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Open Access journal
ISSN (Online) 0121-4705
Published by SciELO [680 journals] [SJR: 0.1] [H-I: 1]
- The EU’s Democratic Deficit and Repeated Referendums in Ireland
Abstract: This analysis tackles the question of whether the democratic deficit in the European Union is associated with repeated referendums—giving voters a second chance to vote “yes” for EU treaties. Looking at repeated referendums in Ireland on the Nice and Lisbon treaties, I argue that, broadly speaking, these referendums failed to give Irish voters the meaningful ability to contest the direction of EU policy or to choose among alternative policy options, an example of how the democratic deficit can endure even when the EU incorporates electoral mechanisms. I first discuss how this theoretical insight is evidenced by five aspects of the Irish referendums. Then, I examine three of these aspects more closely in case studies of the Nice and Lisbon referendums, focusing on how leaders (1) conceptualized the failure of the initial referendums as deriving from voter incomprehension, (2) planned repeated referendums in an additional effort to ratify the treaties, and (3) mobilized “yes” voters through extreme predictions about the consequences of second “no” outcomes. I conclude by discussing socio-economic trends seen from 2003 to 2014 and their implications for issues related to the EU’s democratic deficit.
- Does EU Policymaking Allow for Skilful Networkers But Limited Knowledge
Managers' The Think Tanks’ Tale
Abstract: This article aims to depict how the EU policymaking process affects the knowledge-broker role of EU think tanks. To this end, I examine the organisational and output strategies of 22 EU think tanks—think tanks sharing a EU-transnational origin, an interest in EU subjects, and the intention to contribute to EU policymaking. I argue that certain aspects of EU policymaking, (a) the emphasis on participative processes that foster linkage and exchange activities, (b) concern with stakeholder representatives, (c) development frameworks for knowledge management for particular policy actors, and (d) lack of an overarching European public sphere, affect the knowledge-broker role of EU think tanks. As a result, EU think tanks concentrate on customised knowledge management and platform development and dissemination among target publics in order to appeal to partners, members and sponsors and thereby secure funding and reputation.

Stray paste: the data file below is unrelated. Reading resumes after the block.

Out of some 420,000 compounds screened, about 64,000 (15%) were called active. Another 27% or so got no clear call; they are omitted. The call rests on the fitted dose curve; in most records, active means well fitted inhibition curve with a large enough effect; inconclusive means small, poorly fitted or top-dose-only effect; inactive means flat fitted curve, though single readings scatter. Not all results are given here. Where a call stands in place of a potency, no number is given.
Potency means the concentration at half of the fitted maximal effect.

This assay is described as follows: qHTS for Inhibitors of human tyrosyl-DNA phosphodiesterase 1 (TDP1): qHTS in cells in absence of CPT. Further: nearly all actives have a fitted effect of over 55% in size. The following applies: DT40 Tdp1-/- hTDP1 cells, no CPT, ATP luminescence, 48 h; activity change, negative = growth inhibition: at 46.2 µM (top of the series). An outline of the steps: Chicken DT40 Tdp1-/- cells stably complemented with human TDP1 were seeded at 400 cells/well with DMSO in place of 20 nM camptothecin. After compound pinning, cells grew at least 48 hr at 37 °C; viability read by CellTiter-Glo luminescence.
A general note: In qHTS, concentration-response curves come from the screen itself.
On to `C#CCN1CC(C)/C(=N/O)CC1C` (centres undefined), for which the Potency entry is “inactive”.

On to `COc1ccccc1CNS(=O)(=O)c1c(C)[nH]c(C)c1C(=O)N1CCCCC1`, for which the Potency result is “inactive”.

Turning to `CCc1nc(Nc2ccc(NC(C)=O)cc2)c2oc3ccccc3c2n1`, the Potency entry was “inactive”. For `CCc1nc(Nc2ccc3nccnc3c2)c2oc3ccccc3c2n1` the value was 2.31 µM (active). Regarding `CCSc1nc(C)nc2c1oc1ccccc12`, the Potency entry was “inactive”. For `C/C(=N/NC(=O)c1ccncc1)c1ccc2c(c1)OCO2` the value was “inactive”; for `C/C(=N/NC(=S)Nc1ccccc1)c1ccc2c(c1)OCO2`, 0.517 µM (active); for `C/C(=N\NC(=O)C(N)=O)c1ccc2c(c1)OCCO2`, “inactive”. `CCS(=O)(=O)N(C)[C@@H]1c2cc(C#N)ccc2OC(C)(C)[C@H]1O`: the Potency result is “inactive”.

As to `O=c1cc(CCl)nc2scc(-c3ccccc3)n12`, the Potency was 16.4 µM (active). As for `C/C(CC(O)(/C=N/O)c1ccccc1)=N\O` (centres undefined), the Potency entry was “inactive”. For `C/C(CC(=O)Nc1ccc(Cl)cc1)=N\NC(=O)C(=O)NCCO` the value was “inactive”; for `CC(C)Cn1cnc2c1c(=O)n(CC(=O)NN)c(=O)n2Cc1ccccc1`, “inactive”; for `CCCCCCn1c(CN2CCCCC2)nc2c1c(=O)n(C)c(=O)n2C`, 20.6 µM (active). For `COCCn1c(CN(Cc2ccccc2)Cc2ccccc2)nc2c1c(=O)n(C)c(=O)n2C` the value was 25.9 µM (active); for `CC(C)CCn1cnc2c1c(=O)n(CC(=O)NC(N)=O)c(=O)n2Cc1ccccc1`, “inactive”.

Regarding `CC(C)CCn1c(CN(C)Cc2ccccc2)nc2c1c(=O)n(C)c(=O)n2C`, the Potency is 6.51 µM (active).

- Democratic Representation and the National Dimension in Catalan and Basque
Abstract: This paper contributes to the research strand within empirical democratic theory dedicated to operationalizing representation and measuring levels of responsiveness. It discusses the merits and limits of the criterion of responsiveness for assessing the functioning of representative institutions. It builds on comparative findings about the susceptibility of party hierarchies to capture by relatively privileged segments of society, and on comparative findings about the consequences of policy packaging. It posits these as two crucial mechanisms that help account for the propensity of the democratic arena to become a relatively autonomous, privileged site for the construction of ideological hegemony. Furthermore, it presents original data from an elite survey of members of regional parliaments in Spain to illuminate the role of representative institutions and parties in recent efforts to forge and consolidate a particular type of ideological hegemony—micro-nationalist hegemony—in Catalonia and the Basque Country. It contrasts and explains the political dynamics operative in the two regions, emphasizing the divergent trajectories of left-wing party construction. In so doing, it contributes to the literature on nationalism as well, by honing in on the neglected arena of democratic politics as a critical site where the struggle for the success of nationalist hegemonic projects takes place.
- Culture on the Rise: How and Why Cultural Membership Promotes Democratic